Maud is connected to her stories through her experience and listening to her family’s stories. She was very clear about this in her autobiography, The Alpine Path, and her journals are full of those stories. I had initially tried to get these into the draft, but it didn’t quite work out that way. But it was definitely a way for me to get into her character and her process. I’m inspired to write because of my family’s stories, and I think it was the same for Maud, too.
Me: You’ve recently completed a MFA in writing from the Vermont College of Fine Arts – a program that a young Maud would have been thrilled to attend. How did the skills you learned there help you in crafting your novel?
Melanie: It is true that she would have loved to be part of such a rich and vibrant writer community. VCFA taught me … everything. My advisors gave me permission to trust myself, listen to my characters, and honour my process. They also helped me understand that the story comes from revision and that all stories must go through this to find their truth. To listen to the feedback and (at least try) not to take it too personally (which was something I struggled with when I was writing my first MA). I realized in hindsight my advisor then was just trying to make me a better writer. What becomes important is the story, making it the best it can be. I learned plotting techniques, mapping, and the questions one should ask when writing historical fiction. Some of this of course I knew, but my advisors gave me more tools for my toolbox.
Me: I kept comparing Maud to Anne Shirley as I read, and your novel highlights similarities between them. Was one of your goals in writing the book to help readers understand Maud’s own fiction better?
Melanie: Certainly. As I said above, one of the ways I found Maud’s character was to read her fiction. That’s the way her readers discovered her. It was important to me, though, that there was room to breathe. Anne Shirley is her own fictional character that was birthed roughly 15 years after this novel takes place. By that point, Maud had experienced many more things that would have influenced the writing of that book. It was important to find Maud as a teenager and consider how she was separate from Anne Shirley. But I also needed to find the seedlings of the character Maud would one day create.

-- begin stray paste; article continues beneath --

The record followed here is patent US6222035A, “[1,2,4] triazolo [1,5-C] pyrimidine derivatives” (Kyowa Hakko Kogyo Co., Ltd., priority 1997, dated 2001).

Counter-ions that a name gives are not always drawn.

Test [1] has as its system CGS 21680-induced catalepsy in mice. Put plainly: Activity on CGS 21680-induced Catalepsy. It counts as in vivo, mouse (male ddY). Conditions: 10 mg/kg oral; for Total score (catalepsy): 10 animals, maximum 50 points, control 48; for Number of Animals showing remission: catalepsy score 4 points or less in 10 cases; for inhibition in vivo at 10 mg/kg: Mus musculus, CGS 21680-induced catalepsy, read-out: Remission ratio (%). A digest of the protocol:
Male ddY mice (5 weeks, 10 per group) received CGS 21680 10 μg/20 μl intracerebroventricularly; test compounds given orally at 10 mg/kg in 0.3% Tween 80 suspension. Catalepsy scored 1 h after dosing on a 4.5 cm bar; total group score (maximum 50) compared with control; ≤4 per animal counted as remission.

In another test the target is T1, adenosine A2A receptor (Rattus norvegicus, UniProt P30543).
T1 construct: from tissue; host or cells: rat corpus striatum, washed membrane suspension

Me: You’ve mentioned your academic papers about the perfect man archetype in young-adult literature, so let’s talk about Maud’s beau’s in real life and the fictional beaus she created. How does her character Gilbert Blythe relate to Maud’s real-life beaus?
Melanie: Ha! Well, as you say, I’ve written many papers on this. Let’s see if I can do the short-answer version without giving away spoilers. There are two boyfriends featured in Maud, Nate Lockhart and Will Pritchard. Truthfully, it’s difficult for me to distinguish between the fictional Nate and Will and the real ones. Also, I’ve learned about the “real” ones through the lens of Maud’s journals, so I already have a barrier. But, from the sources, I can tell you that Nate was the Baptist minister’s stepson, and they competed often for grades in school. He was also a bit of a romantic and enjoyed poetry; he and Maud had those things in common. Maud and Nate’s relationship was up and down; they fought often, and there were times when they didn’t talk. Maud met Will when she went out West. He was better with the land than with words, but he encouraged her writing. I think he allowed Maud to be herself, as much as she knew how to be. Gilbert Blythe was Anne’s academic rival. He doesn’t always do things right, like Nate, and he has a romantic side – the heart in Anne of Green Gables. As Anne and Gilbert grow older, at least before they get married, Gilbert encourages Anne’s work. He’s the one who tells her to write about Avonlea. He loves Anne for Anne. Nate and Will both loved Maud for who she was.
Me: Will you give us a sneak peek into what you’re writing now?
Melanie: I’m writing another historical fiction. Different period. A young woman who has her consciousness raised about women’s rights because of something that happens to her best friend … and she decides to do something about it.
Me: Sounds intriguing! I look forward to reading it.